One of my most moving encounters with the music of Johann Sebastian Bach took place in the spring of 1997 in New York City’s Central Synagogue. I was there to pay last respects to Gabe Wiener, a talented young recording engineer who died of a brain aneurysm at age twenty-six. I had approached Gabe earlier in the year to see if his recording company, PGM Classics, would consider collaborating with the American Bach Society, which I led at the time, to produce a compact disc of previously unrecorded organ music from Bach’s circle. Gabe enthusiastically agreed to the proposal, and together we embarked on a project we called “The Uncommon Bach.” We had just settled on the repertory and the organ when I received word of his death.
There was great lamenting at the memorial service that this talented young man had been snatched away in the midst of important work, with so much promise unfulfilled. The service began with Gabe’s recording of Salamone Rossi’s Hebrew setting of the Songs of Solomon, a gorgeous yet relatively unknown Venetian masterpiece. It continued with readings from the Torah, eulogies, and the Kaddish. But at the center of the service, at what proved to be the emotional high point, a countertenor sang the Agnus Dei from Bach’s Mass in B Minor.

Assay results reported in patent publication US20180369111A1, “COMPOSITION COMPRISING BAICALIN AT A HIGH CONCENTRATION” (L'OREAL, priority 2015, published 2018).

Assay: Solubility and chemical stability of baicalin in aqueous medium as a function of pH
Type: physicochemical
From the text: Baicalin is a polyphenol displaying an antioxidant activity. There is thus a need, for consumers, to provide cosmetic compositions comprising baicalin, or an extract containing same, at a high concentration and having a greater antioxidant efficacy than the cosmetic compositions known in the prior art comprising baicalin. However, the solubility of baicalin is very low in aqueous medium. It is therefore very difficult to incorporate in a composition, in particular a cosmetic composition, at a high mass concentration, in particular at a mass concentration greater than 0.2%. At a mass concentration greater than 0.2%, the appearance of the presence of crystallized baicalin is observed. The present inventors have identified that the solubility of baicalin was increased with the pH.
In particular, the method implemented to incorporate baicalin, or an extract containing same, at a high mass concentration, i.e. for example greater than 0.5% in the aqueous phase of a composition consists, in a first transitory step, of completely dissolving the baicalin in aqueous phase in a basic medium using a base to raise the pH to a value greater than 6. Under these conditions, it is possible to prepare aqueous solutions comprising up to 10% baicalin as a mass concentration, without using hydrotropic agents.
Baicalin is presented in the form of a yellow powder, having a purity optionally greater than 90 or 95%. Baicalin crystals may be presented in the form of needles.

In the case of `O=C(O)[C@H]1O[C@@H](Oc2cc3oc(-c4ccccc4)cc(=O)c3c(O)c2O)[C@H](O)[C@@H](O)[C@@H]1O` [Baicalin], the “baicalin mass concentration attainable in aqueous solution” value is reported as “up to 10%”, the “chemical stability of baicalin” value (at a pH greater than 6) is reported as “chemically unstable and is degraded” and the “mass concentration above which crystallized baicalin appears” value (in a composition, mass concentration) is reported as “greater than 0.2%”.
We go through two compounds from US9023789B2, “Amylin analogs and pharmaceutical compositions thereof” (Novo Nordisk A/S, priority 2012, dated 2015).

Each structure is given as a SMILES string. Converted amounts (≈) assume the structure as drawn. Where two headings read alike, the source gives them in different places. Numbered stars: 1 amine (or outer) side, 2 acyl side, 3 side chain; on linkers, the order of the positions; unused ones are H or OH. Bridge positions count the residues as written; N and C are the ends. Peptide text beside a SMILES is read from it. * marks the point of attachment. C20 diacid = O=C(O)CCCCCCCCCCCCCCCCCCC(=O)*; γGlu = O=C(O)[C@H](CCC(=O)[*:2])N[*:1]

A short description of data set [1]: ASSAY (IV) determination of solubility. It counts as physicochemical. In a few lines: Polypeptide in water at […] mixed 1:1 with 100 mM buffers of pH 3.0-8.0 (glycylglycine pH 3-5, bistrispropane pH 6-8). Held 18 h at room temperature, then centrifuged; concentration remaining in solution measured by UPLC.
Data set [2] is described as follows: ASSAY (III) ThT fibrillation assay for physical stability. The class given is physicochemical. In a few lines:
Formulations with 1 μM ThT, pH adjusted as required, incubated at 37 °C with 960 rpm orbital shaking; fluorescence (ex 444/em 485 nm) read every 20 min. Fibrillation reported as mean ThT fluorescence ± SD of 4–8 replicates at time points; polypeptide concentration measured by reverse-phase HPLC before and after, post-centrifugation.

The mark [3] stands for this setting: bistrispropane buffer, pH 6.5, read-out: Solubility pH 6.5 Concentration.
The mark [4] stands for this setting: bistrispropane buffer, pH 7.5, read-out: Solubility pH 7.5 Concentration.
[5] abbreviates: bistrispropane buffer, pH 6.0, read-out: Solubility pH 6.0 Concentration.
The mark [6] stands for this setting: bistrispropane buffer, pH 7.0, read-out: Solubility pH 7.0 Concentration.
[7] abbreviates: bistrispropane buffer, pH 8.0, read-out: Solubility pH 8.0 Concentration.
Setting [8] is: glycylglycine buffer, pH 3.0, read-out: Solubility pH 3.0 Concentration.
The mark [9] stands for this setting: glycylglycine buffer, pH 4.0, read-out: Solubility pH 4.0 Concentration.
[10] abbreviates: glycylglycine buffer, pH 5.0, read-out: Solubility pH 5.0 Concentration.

The Agnus Dei is one of Bach’s last creations, derived from music he had used twice before, in 1725 and 1735, with different texts. He was clearly pleased with the highly effective aria, and in 1749 he refined it a final time for insertion into the concluding portion of the B-Minor Mass. Time was running out. The cataracts that had plagued his eyesight for some time were rapidly advancing, and the Agnus Dei was one of the last pieces he completed before submitting to the eye operations that led to his death. Bach normally expanded music when he revised it for further use, but in this unusual case he shortened the original, distilling its emotional and musical essence and creating a new, intensified version of the piece. He had less than a year to live.